If you are listening to this episode right when it airs, it’s the week of Valentines Day, and I thought that called for a special episode all about relationships–specifically how to navigate the most important relationships in our lives when one of us is experiencing a shift in religious belief. This can feel disorienting, devastating, and sometimes insurmountable for a marriage or a partnership–but I want you to know that this is not insurmountable. You can still have a strong, connected, healthy family, even if you have different religious beliefs. There is so much hope, and today’s guest is going to teach us some tools we can use to support our partner if they are going through a faith transition–and to support ourselves through this uncertain time as well.
Kattie Mount is a mom of four and the co-host with her husband Allan of the podcast Marriage on a Tightrope. She has presented at dozens of conferences, been a guest on many podcasts, and has hosted several meetups and retreats about strengthening your marriage when one or both of you is on a faith journey. She has also partnered with a therapist to provide a space where hundreds of couples have gone through a workshop to help strengthen their marriage, and I can’t wait for you to gain tools and hope from her today.
3 Takeaways on How to Support Your Partner Through a Faith Crisis from Kattie Mount
- Shift the way you talk about your beliefs to focus on what’s personal instead of what’s communal. Kattie calls this utility-based belief instead of truth-based belief. So instead of saying “We believe this because it is Truth” say things like “I believe this…” or “For me this belief has been incredibly hopeful because…” And remember that you can continue to focus on the values you share with your loved one, even if you no longer share the exact same religious convictions. Some of those values might be service, honesty, compassion, adventure, or hard work.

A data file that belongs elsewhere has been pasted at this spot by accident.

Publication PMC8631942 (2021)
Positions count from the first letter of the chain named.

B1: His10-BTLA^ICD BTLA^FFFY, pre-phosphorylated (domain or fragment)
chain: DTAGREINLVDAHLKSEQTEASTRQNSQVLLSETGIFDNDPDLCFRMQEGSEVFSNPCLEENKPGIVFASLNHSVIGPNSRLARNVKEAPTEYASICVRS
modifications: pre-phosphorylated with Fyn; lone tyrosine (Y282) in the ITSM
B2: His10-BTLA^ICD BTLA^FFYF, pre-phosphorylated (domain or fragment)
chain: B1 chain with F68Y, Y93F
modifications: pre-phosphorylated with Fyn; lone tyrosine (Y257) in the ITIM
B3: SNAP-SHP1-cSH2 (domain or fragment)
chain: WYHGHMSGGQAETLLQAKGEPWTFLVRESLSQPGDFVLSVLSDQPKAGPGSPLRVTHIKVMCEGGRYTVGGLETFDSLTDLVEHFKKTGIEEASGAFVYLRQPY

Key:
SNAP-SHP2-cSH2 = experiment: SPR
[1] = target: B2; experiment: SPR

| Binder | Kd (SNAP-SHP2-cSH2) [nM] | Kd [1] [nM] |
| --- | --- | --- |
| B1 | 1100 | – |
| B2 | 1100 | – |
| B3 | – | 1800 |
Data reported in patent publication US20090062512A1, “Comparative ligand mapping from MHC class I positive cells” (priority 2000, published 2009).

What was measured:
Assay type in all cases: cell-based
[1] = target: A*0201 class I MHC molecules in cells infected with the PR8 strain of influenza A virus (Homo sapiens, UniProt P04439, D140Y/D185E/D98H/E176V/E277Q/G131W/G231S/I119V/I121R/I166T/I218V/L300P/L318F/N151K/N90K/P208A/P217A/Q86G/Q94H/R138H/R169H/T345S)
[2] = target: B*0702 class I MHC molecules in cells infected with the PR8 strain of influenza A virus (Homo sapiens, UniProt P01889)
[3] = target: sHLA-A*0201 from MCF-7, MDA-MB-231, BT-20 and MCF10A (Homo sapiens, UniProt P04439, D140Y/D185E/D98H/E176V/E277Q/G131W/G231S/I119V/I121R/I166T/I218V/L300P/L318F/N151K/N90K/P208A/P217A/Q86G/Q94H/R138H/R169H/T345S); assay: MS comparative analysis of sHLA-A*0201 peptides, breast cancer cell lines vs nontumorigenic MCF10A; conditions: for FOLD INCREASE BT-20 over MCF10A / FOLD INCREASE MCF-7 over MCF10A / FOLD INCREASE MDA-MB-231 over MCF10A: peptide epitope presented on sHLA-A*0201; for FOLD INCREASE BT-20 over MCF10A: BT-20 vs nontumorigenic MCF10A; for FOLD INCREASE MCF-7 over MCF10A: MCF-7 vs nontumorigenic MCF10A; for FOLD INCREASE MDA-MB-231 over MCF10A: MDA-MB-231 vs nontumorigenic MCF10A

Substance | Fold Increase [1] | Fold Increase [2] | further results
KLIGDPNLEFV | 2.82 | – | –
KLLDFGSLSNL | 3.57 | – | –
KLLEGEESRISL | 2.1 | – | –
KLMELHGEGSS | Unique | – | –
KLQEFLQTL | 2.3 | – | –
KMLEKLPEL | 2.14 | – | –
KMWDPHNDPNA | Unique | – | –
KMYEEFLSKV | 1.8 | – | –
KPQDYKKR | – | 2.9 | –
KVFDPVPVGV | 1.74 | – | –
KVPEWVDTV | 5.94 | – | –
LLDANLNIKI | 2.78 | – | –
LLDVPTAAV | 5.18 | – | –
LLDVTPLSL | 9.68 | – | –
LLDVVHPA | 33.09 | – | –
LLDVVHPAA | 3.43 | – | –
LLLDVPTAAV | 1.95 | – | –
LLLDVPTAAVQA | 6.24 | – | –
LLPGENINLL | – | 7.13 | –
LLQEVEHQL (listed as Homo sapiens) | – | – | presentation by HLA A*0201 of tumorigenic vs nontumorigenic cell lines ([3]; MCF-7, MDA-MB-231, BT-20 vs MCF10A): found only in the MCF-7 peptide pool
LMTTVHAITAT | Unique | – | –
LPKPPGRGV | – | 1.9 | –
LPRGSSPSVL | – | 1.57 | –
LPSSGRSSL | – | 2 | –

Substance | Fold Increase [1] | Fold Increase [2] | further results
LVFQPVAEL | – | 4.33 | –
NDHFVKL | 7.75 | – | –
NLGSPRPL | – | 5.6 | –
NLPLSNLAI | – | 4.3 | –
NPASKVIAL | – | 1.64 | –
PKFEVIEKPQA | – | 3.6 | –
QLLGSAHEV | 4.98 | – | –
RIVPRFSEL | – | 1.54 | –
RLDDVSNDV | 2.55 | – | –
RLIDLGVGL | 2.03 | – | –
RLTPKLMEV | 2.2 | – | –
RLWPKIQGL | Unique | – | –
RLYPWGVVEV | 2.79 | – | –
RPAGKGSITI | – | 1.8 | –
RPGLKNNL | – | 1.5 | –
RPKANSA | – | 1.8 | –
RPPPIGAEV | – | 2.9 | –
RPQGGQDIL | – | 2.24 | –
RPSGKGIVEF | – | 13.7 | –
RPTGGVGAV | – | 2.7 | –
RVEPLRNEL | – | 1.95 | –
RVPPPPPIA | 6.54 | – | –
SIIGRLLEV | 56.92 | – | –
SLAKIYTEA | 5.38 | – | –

- Share in the discomfort of your loved one. A faith deconstruction has likely been an incredibly difficult experience for them, whether or not they felt comfortable sharing the extent of their pain with you. Do your best not to blame or judge them for their shift in belief but instead share in their discomfort, while also allowing yourself to process your own. Of course you are going to have your own feelings of sadness and grief to sort through, so find a trusted third-party that you can talk to about your feelings so you don’t have to dump that on your partner. A therapist is a great person for this kind of processing, as well as a dear friend or family member who you know loves both you and your partner and wants the best for your marriage and for your entire family unit.
- Support your partner in their journey. Take breaks from the heavy and hard topics to just laugh with them and reconnect with them. Believe them when they tell you about their difficult faith experiences, and allow them to have their own journey. Differentiation in marriage is incredibly hard work, but it will ultimately bring you closer as you realize that you don’t have to be or believe exactly the same in order to hold deep respect, admiration, and affection for each other.
>>>Are these tips about supporting someone through a faith crisis helpful? What would you add to the takeaways? Tell us in the comments below.
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